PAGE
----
The Atlantic Update – Wednesday 15 August 2018

The Atlantic Update is published every Wednesday morning at 06:00 BST, providing a weekly bulletin on developments on transatlantic travel between Europe and North America.

London Air Travel

BA OpenSkies Logo
BA OpenSkies Logo (Image Credit: BA European Ltd)

Hello and welcome to the The Atlantic Update for Wednesday 15 August 2018. As it’s a relatively quiet news week in August, this edition has been dedicated to the imminent closure of BA’s subsidiary airline OpenSkies.

BA bids adieu to OpenSkies

In a little over two weeks, and just a couple of months after its tenth birthday, OpenSkies will operate its final flight between Paris Orly and Newark.

OpenSkies took its name from the Open Skies treaty of 2007 which liberalised the EU-US transatlantic air travel market. Hitherto, the operation of transatlantic routes was heavily restricted. Open Skies gave EU and US airlines the freedom to operate routes anywhere between the EU and the US.

Many European airlines took advantage. Air France launched a short-lived flight between London Heathrow and Los Angeles, dubbed “Loss Angeles” by then BA CEO Willie Walsh.

BA OpenSkies Boeing 757 Aircraft
BA OpenSkies Boeing 757 Aircraft (Image Credit: BA European Ltd)

Under the codename “Project Lauren”, BA decided to launch a new subsidiary OpenSkies. The company had its own CEO, Dale Moss, a former BA Executive who returned to the group. It started with grand ambitions. The plan was to provide with the airline with at least ten reconfigured Boeing 757s from BA to operate flights from cities all over Europe to the US. Its launch was controversial and provoked industrial relations tensions with BA pilots who objected to the establishment of a new airline outside of their collective bargaining agreements.

On launch, OpenSkies was clearly aimed at the US market with its cabins branded “Biz”, which was effectively a reupholstered version of BA’s first Club World flat bed, and “Prem” (also briefly called “Biz Seat”) for premium economy and “Eco” for economy.

The branding and service style at the time of launch was quite distinct from BA. It borrowed very much from “boutique” premium airlines of the era such as Silverjet and eos. The intention was give the feel of a small airline, with just 82 passengers on board each flight, but with the backup and support of its parent, such as the Executive Club frequent flyer programme.

BA OpenSkies Biz, Prem, Eco Cabins
BA OpenSkies Biz, Prem, Eco Cabins (Image Credit: BA European Ltd)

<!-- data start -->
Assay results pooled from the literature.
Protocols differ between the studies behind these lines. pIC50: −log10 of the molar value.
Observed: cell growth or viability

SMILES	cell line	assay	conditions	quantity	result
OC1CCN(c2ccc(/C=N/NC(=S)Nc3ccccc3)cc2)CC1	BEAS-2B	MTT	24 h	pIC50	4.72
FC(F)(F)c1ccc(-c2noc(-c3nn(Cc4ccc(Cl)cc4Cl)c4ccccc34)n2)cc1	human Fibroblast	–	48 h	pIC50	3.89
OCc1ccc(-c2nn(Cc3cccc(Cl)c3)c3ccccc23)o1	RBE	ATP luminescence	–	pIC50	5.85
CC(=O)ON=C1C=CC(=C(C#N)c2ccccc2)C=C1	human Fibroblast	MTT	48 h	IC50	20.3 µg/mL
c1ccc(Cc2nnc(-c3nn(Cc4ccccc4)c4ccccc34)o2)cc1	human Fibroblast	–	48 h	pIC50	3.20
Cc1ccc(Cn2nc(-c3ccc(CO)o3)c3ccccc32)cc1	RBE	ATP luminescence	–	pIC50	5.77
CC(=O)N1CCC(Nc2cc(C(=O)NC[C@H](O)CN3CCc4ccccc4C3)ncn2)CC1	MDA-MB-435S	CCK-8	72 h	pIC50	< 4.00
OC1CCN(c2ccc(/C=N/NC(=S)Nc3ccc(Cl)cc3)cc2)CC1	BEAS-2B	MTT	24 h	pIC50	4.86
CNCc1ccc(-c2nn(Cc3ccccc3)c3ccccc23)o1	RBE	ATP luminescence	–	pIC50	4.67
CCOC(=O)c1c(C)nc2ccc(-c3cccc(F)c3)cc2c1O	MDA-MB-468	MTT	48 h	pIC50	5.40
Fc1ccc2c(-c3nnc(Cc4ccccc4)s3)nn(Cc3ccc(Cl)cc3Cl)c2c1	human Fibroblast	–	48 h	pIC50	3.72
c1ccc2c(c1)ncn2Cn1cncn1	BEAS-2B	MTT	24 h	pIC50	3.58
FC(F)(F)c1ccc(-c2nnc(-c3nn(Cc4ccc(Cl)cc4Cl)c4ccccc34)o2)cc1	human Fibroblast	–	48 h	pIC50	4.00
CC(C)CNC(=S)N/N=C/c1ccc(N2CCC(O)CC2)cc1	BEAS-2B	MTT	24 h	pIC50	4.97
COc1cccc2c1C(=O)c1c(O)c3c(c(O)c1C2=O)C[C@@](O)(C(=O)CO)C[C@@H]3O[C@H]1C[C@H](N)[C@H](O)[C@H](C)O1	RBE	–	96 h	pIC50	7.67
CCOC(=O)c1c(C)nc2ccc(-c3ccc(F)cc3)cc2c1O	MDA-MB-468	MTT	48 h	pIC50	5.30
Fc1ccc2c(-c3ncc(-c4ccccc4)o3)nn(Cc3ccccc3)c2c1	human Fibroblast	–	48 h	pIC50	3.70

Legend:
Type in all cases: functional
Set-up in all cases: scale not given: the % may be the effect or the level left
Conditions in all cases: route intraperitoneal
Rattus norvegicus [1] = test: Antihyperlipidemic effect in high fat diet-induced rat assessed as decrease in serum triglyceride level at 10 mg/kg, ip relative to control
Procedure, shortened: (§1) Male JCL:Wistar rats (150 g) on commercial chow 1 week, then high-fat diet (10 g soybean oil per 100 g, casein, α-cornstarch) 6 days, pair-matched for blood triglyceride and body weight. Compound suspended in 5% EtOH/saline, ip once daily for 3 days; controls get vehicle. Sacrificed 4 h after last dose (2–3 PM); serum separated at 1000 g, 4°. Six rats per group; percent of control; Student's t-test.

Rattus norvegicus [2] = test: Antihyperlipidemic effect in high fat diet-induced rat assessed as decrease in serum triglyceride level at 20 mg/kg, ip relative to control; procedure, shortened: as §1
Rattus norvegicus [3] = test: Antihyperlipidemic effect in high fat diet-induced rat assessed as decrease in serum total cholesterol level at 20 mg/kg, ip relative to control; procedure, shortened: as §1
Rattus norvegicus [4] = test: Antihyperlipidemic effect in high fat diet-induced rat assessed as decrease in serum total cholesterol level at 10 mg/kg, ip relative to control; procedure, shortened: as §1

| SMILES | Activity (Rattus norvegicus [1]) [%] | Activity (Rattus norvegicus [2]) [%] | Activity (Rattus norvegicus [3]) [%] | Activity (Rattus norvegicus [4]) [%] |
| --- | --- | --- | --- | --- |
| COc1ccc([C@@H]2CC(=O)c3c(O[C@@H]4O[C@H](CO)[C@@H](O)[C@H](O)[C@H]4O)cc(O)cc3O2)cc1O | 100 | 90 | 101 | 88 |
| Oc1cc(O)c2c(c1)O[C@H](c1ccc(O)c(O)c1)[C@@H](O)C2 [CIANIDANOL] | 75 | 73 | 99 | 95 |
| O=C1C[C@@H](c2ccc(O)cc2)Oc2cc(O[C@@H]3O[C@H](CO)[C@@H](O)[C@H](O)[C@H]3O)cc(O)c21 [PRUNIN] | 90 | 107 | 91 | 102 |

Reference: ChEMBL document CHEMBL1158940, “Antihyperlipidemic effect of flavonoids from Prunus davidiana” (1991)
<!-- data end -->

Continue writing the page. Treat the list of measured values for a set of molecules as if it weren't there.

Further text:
The airline launched with its inaugural route from Paris Orly to New York JFK on 16 June 2008. It soon acquired another French all business class airline, L’Avion. Whilst it was well received by passengers, later route launches between Amsterdam and New York and Paris and Washington were not successful. In early 2009, BA decided to sell what remained of its Boeing 757 fleet rather than transfer them to OpenSkies.

At launch, OpenSkies was the only significant means of expansion for BA. It had withdrawn all non-London flights from UK regional airports and significantly downsized at London Gatwick. With no imminent prospect of a third runway, there was no scope for growth at Heathrow.

However, BA soon turned its attentions elsewhere. In early 2011, BA merged with Iberia under the umbrella of International Airlines Group. It also finally, on its third attempt, secured a long sought after joint-venture with American Airlines. Most significantly of all, the acquisition of bmi in 2012 enabled substantial growth at Heathrow, much of which has been on transatlantic routes.

OpenSkies had been in limbo for some time with no evident plan to upgrade its fleet and in-flight product which, baring the addition of a BA Boeing 767, has remained the same since launch.

The service will effectively be replaced by IAG’s low cost airline LEVEL which will fly from Paris Orly to Newark four times weekly with an Airbus A330 aircraft from Tuesday 4 September 2018. La Compagnie will continue to offer an all business class from Paris to New York. However, the fact that IAG is replacing OpenSkies with low cost long-haul LEVEL points to the future direction of travel.

The Atlantic Update is published every Wednesday at 06:00 BST. If you have any comments, suggestions or tips then please drop us a line at mail [@] londonairtravel.com

Travel Media & Technology Bulletin – Tuesday 14 August 2018

Our weekly bulletin on the latest developments in media and technology around the world, as published every Tuesday morning at 06:00 BST.

London Air Travel

BA First WiFi
(Image Credit: British Airways)

Hello and welcome to our weekly travel media and technology bulletin featuring the latest developments on media and technology around the world, published every Tuesday at 06:00 BST.

The Fox News Presidency

The symbiotic relationship between President Trump and Fox News has long been established.

The President is known to be an avid viewer of its morning show “Fox & Friends”. Many of his tweets can be traced back to Fox News “talking points”. Trump is also known to speak regularly to Fox host Sean Hannity who, every weekday evening, begins his show with an exhausting display of mental gymnastics in a monologue of some grand conspiracy involving Hillary Clinton.